I'm being serious here.

The Difference Between Startups and Established Businesses in Two Sentences

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TL;DR, as promised:

Established businesses are run at sustainable pace, while startup are run at sustainable determination.

Established businesses succeed with carefully planned stragey execution, while startups succeed with frantically executing a strategy of disruption.

Sustainable Determination

If you start a business, you have to be determined to make it work. And you have to sustain that determination until it actually does work. If you are not determined to build your vision without compromise, you fail to create a business or you end up with a half arsed version of the business you originally had in mind. If you cannot sustain that determination, you end up with no results for your effort. The end. Really. If you cannot sustainably show determination until the business works, what remains is what our industry likes to affectionately call "a great learing experience". That's startup speak for no revenue.

You have to be determined to do your new thing, because you don't have any other thing. There is no existing line of business that you can alternatively turn your attention to. There is no other revenue stream that allows you to lean back. You can not push back projects until some more favourable time at the risk of losing the opportunity. You will sometimes promise or sell some feature or product ahead of its production (software or otherwise) and then work your way out of that problem. You collect technical debt, and quite likely organisational debt, while building a viable market share. As a primary influence for any of those decisions, you don't ask yourself whether it's the optimal long term outcome. You ask yourself: "can the new situation be sustained or will the whole thing collapse when I do this?". Sustained long enough to reach revenue, profit, or exit. And then you make the decision with a determination to make the businesss work; not necessarily a careful consideration of the impact on whoever needs to do the work.

As an established business, you maintain a pace of excecution that is sustainable for your resources and workforce. This maintains a reliable revenue stream and controlled growth. That's what shareholders like. When your sustainable pace is not enough to maintain your market share, you investigate options for buying the capacity, either through sourcing or acquisition. It's not the opposite of hard work, but it is heavily de-risked compared to frantically satisfying all opportunities that could earn you a break through.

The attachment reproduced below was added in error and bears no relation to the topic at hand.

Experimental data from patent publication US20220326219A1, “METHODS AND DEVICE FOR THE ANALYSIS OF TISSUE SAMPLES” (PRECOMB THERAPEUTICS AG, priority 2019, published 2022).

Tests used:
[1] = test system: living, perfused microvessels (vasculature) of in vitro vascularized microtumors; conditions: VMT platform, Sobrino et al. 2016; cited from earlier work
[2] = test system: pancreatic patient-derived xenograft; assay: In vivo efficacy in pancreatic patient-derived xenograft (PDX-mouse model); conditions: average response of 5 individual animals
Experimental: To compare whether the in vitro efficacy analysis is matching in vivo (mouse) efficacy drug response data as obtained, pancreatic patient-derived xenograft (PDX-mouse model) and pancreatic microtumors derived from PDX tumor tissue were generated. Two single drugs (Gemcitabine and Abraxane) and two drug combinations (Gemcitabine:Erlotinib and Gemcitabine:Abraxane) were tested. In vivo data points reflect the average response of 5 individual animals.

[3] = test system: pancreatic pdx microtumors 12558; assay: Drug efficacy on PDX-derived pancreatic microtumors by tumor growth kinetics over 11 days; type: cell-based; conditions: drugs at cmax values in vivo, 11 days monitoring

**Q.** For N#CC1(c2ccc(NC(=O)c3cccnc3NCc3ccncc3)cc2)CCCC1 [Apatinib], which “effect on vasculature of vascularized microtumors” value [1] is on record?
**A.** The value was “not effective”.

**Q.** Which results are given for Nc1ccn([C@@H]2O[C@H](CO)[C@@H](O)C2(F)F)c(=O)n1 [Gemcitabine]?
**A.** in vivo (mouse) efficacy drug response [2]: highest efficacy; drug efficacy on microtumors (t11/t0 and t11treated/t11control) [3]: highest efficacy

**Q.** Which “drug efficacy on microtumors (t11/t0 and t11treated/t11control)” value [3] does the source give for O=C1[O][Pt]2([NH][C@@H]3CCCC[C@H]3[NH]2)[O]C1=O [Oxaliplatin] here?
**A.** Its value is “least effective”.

Uber came to disrupt the taxi business. Tesla is apparently a whole new take on automotive. And AirBnB is absolutely not the same thing as a accomodation booking website. In spite of the fact that Uber let's you hail a taxi, Tesla will sell you a car, and AirBnB let's you, well, book a accomodation. These are all companies that sustained their determination to change a market for long enough, that a) there is a noticeable change to those markets, and b) the original founders made a worthwhile exit.

Does that mean that big automotive missed out on ride hailing and car sharing by just not caring about it? Do Volkswagen or Toyota not care about electric vehicles? Or about small scale accomodations? Of course they do. To the point where Daimler has about a billion invested in ride hailing. And all major car manufactures are part of some joint venture on autonomous driving AI. And anyone running a serious small scale B&B or hostel that's not downright illegal will tell you that they prefer over AirBnB (guess what, has higher margins for the accomodation and better support).

You see, Daimler cares about ride haling in much the same way that Google cares about consumer privacy or Shell cares about renewable energy. They understand that in the end users will want this, but it's bad for present lines of business. Nonetheless, they are carefully executing on a strategy that prepares them for the tipping point, while minimising cannibalisation of existing business. It happens through investments, acquisitions, and launching new lines of business with little fanfare. Sometimes mentioning it as sub-sub section of their website.

As a startup, you have no incentive for slowly, and cautiously manoeuvring towards some future that you believe will exist, because you are not manoeuvring from anywhere. You are going from scratch and your highly innovative and drastically improved version of the future is the only one you sell. It's all you know and in order to make it stand out, you make sure it is perceived as a radical new approach to everyday things. Like finding a taxi, or a holiday accomodation.

Considering a Learning Experience?

Learning experiences are still great. Don't be discouraged. Just remember that if you are determined, you need to sustain that until profitability or exit. Sustainable does not mean the same for everyone, but for most people, it does not involve any hussle, sleeping under a bridge, or getting by on food stamps, so don't worry if you are not prepared to do any of that just to make your business work.